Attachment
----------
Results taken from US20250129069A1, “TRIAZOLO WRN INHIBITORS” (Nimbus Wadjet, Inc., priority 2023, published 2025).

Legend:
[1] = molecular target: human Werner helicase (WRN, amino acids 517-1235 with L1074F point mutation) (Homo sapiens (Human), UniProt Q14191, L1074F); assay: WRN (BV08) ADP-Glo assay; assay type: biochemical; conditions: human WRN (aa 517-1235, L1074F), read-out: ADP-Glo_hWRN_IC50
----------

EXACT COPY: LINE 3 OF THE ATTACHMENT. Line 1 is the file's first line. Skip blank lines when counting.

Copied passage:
[1] = molecular target: human Werner helicase (WRN, amino acids 517-1235 with L1074F point mutation) (Homo sapiens (Human), UniProt Q14191, L1074F); assay: WRN (BV08) ADP-Glo assay; assay type: biochemical; conditions: human WRN (aa 517-1235, L1074F), read-out: ADP-Glo_hWRN_IC50